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Fun in the sun &… New Online Training Offered with IAP2 USA

June 28, 2017 Leave a comment

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July is coming up fast! Train from anywhere and be surrounded by professionals working to improve their skills and hone their techniques! In the month of July we are offering two UNIQUE training opportunities that will give you real, usable tools and techniques to apply in REAL WORLD situations. Nowhere else will you be able to experience the flexibility and usability of online training, at such an affordable cost! Read more…

Registration in 5 Easy Steps!

June 28, 2017 Leave a comment

-4 early bird

You’ve made the decision to go to the Conference, yeah … now what? Just follow these easy steps:

STEP 1: Register for the Conference (if you’re an IAP2 member from outside the USA, contact info@iap2usa.org for the registration code) Read more…

Selling the boss on the 2017 North American Conference

June 26, 2017 Leave a comment

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Schedule-at-a-GlanceStudent ScholarshipBecome a Conference Sponsor!

Register Today!Learn More

Do you just know that you need to be at the 2017 IAP2 North American Conference in Denver in September, but your manager still needs convincing? These Top Five Reasons should help:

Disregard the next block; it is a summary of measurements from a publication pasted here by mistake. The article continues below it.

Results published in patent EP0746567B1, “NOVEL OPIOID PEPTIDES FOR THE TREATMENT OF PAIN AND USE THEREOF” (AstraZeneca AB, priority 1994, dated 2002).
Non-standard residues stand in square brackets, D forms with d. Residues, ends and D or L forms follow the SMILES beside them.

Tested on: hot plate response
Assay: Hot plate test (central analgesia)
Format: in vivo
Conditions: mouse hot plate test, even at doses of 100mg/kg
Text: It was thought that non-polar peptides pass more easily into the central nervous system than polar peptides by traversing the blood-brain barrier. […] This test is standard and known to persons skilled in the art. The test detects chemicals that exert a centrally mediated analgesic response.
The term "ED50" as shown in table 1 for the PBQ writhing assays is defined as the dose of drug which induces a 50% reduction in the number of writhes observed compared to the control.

1. No need to re-invent the wheel – learn from others’ experiences both good and bad. Find out about emerging trends and issues. If you come away with one or two good ideas then you have paid for your conference.
  2. Skill building. There are so many good and effective ways to do public engagement. Find out what they are and bring them back to your workplace.
  3. Networking. Have you ever wanted to pick up the phone or send an email to people that have similar ideas or concerns as you do? How about trying out an idea before you pay for it? Meet those colleagues at the Conference, people are happy to learn and share together.
  4. The conference theme is “P2 for the Greater Good”, and what company doesn’t want to be associated with that.
  5. Good Public Participation = Good Results

Whatever reasons you go with, we hope to see you there. You’ll be in for sessions covering topics running the whole range of the P2 field, as well as “Pathways”: longer “deep-dives” into current P2 affairs, workshops, tours and of course our Core Values Awards Gala.

And remember: there are only a couple of weeks left to get the early-bird rates (another good reason for your manager to make a decision) – US$ 550.00 for members and $700.00 for non-members! As of July 1, those rates go up by $100. We’re also getting a great rate at the host hotel, the Westin Downtown: US $189/night if you book by August 6. See the Conference website for details.

EB SponsorDemocracy Branded

Are you with a company that supplies or supports public participation? The 2017 IAP2 North American Conference is the ideal way to connect with future partners and renew acquaintances with current and past ones.